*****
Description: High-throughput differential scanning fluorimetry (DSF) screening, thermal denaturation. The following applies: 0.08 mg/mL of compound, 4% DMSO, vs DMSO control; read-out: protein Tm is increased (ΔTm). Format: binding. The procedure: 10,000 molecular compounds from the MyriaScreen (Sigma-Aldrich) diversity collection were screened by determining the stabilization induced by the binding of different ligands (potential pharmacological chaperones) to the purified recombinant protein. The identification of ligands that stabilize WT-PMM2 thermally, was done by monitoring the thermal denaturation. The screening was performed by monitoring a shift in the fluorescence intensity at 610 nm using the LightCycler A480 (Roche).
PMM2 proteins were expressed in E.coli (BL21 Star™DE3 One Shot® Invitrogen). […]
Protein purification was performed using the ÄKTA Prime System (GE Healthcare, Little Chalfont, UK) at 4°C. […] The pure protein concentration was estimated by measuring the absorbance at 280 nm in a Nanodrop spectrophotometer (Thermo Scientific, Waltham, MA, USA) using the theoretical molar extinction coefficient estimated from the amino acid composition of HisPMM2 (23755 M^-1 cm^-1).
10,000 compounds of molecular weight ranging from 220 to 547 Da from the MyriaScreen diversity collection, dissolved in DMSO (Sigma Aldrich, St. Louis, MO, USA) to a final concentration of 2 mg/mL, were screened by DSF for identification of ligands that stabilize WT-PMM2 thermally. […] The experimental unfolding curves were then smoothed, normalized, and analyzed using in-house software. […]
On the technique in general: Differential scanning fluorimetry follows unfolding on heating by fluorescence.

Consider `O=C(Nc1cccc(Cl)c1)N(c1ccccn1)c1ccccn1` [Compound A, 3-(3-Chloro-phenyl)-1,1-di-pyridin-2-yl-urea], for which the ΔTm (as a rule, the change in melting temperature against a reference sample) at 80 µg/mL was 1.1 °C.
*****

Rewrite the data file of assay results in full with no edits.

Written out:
Description: High-throughput differential scanning fluorimetry (DSF) screening, thermal denaturation. The following applies: 0.08 mg/mL of compound, 4% DMSO, vs DMSO control; read-out: protein Tm is increased (ΔTm). Format: binding. The procedure: 10,000 molecular compounds from the MyriaScreen (Sigma-Aldrich) diversity collection were screened by determining the stabilization induced by the binding of different ligands (potential pharmacological chaperones) to the purified recombinant protein. The identification of ligands that stabilize WT-PMM2 thermally, was done by monitoring the thermal denaturation. The screening was performed by monitoring a shift in the fluorescence intensity at 610 nm using the LightCycler A480 (Roche).
PMM2 proteins were expressed in E.coli (BL21 Star™DE3 One Shot® Invitrogen). […]
Protein purification was performed using the ÄKTA Prime System (GE Healthcare, Little Chalfont, UK) at 4°C. […] The pure protein concentration was estimated by measuring the absorbance at 280 nm in a Nanodrop spectrophotometer (Thermo Scientific, Waltham, MA, USA) using the theoretical molar extinction coefficient estimated from the amino acid composition of HisPMM2 (23755 M^-1 cm^-1).
10,000 compounds of molecular weight ranging from 220 to 547 Da from the MyriaScreen diversity collection, dissolved in DMSO (Sigma Aldrich, St. Louis, MO, USA) to a final concentration of 2 mg/mL, were screened by DSF for identification of ligands that stabilize WT-PMM2 thermally. […] The experimental unfolding curves were then smoothed, normalized, and analyzed using in-house software. […]
On the technique in general: Differential scanning fluorimetry follows unfolding on heating by fluorescence.

Consider `O=C(Nc1cccc(Cl)c1)N(c1ccccn1)c1ccccn1` [Compound A, 3-(3-Chloro-phenyl)-1,1-di-pyridin-2-yl-urea], for which the ΔTm (as a rule, the change in melting temperature against a reference sample) at 80 µg/mL was 1.1 °C.